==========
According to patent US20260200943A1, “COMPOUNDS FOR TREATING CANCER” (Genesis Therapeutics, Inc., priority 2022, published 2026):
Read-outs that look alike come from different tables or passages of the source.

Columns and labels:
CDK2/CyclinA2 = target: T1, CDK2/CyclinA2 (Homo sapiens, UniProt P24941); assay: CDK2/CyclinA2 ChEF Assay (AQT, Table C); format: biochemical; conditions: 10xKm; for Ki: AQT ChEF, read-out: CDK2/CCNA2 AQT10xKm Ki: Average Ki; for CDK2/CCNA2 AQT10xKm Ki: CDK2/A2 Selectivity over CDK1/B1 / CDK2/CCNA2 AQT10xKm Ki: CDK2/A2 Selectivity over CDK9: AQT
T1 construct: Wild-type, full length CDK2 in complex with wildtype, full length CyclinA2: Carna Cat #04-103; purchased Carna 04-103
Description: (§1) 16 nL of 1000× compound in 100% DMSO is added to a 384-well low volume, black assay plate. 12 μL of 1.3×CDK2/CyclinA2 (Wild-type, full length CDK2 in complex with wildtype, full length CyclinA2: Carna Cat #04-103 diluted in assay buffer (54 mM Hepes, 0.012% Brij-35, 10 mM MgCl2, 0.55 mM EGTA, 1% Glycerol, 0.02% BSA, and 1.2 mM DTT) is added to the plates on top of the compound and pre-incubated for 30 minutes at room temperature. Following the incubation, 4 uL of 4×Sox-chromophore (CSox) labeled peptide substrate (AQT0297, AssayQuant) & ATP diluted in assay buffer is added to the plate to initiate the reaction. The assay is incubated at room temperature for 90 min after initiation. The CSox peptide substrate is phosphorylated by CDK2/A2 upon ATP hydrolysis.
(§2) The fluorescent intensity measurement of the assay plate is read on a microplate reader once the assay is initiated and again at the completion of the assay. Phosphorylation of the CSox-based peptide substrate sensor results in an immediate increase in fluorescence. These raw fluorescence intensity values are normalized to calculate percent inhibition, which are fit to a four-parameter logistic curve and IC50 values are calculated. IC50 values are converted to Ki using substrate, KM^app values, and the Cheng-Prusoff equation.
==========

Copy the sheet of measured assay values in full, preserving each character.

According to patent US20260200943A1, “COMPOUNDS FOR TREATING CANCER” (Genesis Therapeutics, Inc., priority 2022, published 2026):
Read-outs that look alike come from different tables or passages of the source.

Columns and labels:
CDK2/CyclinA2 = target: T1, CDK2/CyclinA2 (Homo sapiens, UniProt P24941); assay: CDK2/CyclinA2 ChEF Assay (AQT, Table C); format: biochemical; conditions: 10xKm; for Ki: AQT ChEF, read-out: CDK2/CCNA2 AQT10xKm Ki: Average Ki; for CDK2/CCNA2 AQT10xKm Ki: CDK2/A2 Selectivity over CDK1/B1 / CDK2/CCNA2 AQT10xKm Ki: CDK2/A2 Selectivity over CDK9: AQT
T1 construct: Wild-type, full length CDK2 in complex with wildtype, full length CyclinA2: Carna Cat #04-103; purchased Carna 04-103
Description: (§1) 16 nL of 1000× compound in 100% DMSO is added to a 384-well low volume, black assay plate. 12 μL of 1.3×CDK2/CyclinA2 (Wild-type, full length CDK2 in complex with wildtype, full length CyclinA2: Carna Cat #04-103 diluted in assay buffer (54 mM Hepes, 0.012% Brij-35, 10 mM MgCl2, 0.55 mM EGTA, 1% Glycerol, 0.02% BSA, and 1.2 mM DTT) is added to the plates on top of the compound and pre-incubated for 30 minutes at room temperature. Following the incubation, 4 uL of 4×Sox-chromophore (CSox) labeled peptide substrate (AQT0297, AssayQuant) & ATP diluted in assay buffer is added to the plate to initiate the reaction. The assay is incubated at room temperature for 90 min after initiation. The CSox peptide substrate is phosphorylated by CDK2/A2 upon ATP hydrolysis.
(§2) The fluorescent intensity measurement of the assay plate is read on a microplate reader once the assay is initiated and again at the completion of the assay. Phosphorylation of the CSox-based peptide substrate sensor results in an immediate increase in fluorescence. These raw fluorescence intensity values are normalized to calculate percent inhibition, which are fit to a four-parameter logistic curve and IC50 values are calculated. IC50 values are converted to Ki using substrate, KM^app values, and the Cheng-Prusoff equation.